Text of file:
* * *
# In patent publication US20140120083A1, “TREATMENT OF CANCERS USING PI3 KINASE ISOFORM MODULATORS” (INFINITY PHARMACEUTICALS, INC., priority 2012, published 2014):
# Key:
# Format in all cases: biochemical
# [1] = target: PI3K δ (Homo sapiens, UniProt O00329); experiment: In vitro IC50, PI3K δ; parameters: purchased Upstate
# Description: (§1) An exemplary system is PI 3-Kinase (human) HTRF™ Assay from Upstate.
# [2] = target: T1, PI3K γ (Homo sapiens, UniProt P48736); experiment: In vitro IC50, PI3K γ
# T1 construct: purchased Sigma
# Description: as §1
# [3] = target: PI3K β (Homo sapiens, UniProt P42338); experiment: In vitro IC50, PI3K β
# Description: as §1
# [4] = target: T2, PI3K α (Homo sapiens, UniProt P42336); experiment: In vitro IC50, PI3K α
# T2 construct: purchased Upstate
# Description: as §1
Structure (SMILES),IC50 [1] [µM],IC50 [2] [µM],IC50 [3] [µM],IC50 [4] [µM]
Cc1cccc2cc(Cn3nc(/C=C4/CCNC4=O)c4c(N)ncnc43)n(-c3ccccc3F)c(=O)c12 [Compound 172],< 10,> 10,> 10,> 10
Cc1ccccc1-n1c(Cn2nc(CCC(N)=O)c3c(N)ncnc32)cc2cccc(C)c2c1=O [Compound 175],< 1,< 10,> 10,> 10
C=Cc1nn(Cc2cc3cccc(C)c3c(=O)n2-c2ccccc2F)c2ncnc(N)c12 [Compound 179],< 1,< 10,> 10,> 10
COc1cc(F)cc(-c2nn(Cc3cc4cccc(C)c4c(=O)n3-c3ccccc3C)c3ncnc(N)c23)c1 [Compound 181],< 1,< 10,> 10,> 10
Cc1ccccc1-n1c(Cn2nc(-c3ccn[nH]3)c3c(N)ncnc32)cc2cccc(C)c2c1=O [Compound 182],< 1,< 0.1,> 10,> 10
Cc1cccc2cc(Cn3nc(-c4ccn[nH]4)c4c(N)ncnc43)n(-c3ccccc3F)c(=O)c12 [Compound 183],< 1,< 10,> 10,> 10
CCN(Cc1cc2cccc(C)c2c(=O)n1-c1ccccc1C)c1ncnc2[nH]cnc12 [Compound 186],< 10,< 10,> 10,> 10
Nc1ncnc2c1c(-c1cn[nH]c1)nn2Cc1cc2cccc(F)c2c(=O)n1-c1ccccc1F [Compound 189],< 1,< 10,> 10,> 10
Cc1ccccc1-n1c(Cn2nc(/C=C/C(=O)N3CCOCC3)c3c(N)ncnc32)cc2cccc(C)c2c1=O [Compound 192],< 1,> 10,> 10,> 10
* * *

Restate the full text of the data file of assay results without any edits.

# In patent publication US20140120083A1, “TREATMENT OF CANCERS USING PI3 KINASE ISOFORM MODULATORS” (INFINITY PHARMACEUTICALS, INC., priority 2012, published 2014):
# Key:
# Format in all cases: biochemical
# [1] = target: PI3K δ (Homo sapiens, UniProt O00329); experiment: In vitro IC50, PI3K δ; parameters: purchased Upstate
# Description: (§1) An exemplary system is PI 3-Kinase (human) HTRF™ Assay from Upstate.
# [2] = target: T1, PI3K γ (Homo sapiens, UniProt P48736); experiment: In vitro IC50, PI3K γ
# T1 construct: purchased Sigma
# Description: as §1
# [3] = target: PI3K β (Homo sapiens, UniProt P42338); experiment: In vitro IC50, PI3K β
# Description: as §1
# [4] = target: T2, PI3K α (Homo sapiens, UniProt P42336); experiment: In vitro IC50, PI3K α
# T2 construct: purchased Upstate
# Description: as §1
Structure (SMILES),IC50 [1] [µM],IC50 [2] [µM],IC50 [3] [µM],IC50 [4] [µM]
Cc1cccc2cc(Cn3nc(/C=C4/CCNC4=O)c4c(N)ncnc43)n(-c3ccccc3F)c(=O)c12 [Compound 172],< 10,> 10,> 10,> 10
Cc1ccccc1-n1c(Cn2nc(CCC(N)=O)c3c(N)ncnc32)cc2cccc(C)c2c1=O [Compound 175],< 1,< 10,> 10,> 10
C=Cc1nn(Cc2cc3cccc(C)c3c(=O)n2-c2ccccc2F)c2ncnc(N)c12 [Compound 179],< 1,< 10,> 10,> 10
COc1cc(F)cc(-c2nn(Cc3cc4cccc(C)c4c(=O)n3-c3ccccc3C)c3ncnc(N)c23)c1 [Compound 181],< 1,< 10,> 10,> 10
Cc1ccccc1-n1c(Cn2nc(-c3ccn[nH]3)c3c(N)ncnc32)cc2cccc(C)c2c1=O [Compound 182],< 1,< 0.1,> 10,> 10
Cc1cccc2cc(Cn3nc(-c4ccn[nH]4)c4c(N)ncnc43)n(-c3ccccc3F)c(=O)c12 [Compound 183],< 1,< 10,> 10,> 10
CCN(Cc1cc2cccc(C)c2c(=O)n1-c1ccccc1C)c1ncnc2[nH]cnc12 [Compound 186],< 10,< 10,> 10,> 10
Nc1ncnc2c1c(-c1cn[nH]c1)nn2Cc1cc2cccc(F)c2c(=O)n1-c1ccccc1F [Compound 189],< 1,< 10,> 10,> 10
Cc1ccccc1-n1c(Cn2nc(/C=C/C(=O)N3CCOCC3)c3c(N)ncnc32)cc2cccc(C)c2c1=O [Compound 192],< 1,> 10,> 10,> 10